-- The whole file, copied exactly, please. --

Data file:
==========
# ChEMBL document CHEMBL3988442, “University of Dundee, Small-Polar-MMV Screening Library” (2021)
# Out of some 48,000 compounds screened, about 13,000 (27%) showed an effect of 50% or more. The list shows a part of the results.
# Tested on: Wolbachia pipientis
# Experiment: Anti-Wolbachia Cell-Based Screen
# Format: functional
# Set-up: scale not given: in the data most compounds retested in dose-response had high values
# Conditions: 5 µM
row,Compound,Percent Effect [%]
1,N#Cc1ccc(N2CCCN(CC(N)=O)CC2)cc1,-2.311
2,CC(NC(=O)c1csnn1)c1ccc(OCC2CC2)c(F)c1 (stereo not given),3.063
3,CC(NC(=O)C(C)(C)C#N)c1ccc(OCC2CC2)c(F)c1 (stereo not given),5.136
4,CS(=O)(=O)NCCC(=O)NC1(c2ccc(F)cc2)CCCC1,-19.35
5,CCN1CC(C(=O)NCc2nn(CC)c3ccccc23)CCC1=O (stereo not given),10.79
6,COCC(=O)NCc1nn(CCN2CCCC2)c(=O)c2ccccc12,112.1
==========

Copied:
# ChEMBL document CHEMBL3988442, “University of Dundee, Small-Polar-MMV Screening Library” (2021)
# Out of some 48,000 compounds screened, about 13,000 (27%) showed an effect of 50% or more. The list shows a part of the results.
# Tested on: Wolbachia pipientis
# Experiment: Anti-Wolbachia Cell-Based Screen
# Format: functional
# Set-up: scale not given: in the data most compounds retested in dose-response had high values
# Conditions: 5 µM
row,Compound,Percent Effect [%]
1,N#Cc1ccc(N2CCCN(CC(N)=O)CC2)cc1,-2.311
2,CC(NC(=O)c1csnn1)c1ccc(OCC2CC2)c(F)c1 (stereo not given),3.063
3,CC(NC(=O)C(C)(C)C#N)c1ccc(OCC2CC2)c(F)c1 (stereo not given),5.136
4,CS(=O)(=O)NCCC(=O)NC1(c2ccc(F)cc2)CCCC1,-19.35
5,CCN1CC(C(=O)NCc2nn(CC)c3ccccc23)CCC1=O (stereo not given),10.79
6,COCC(=O)NCc1nn(CCN2CCCC2)c(=O)c2ccccc12,112.1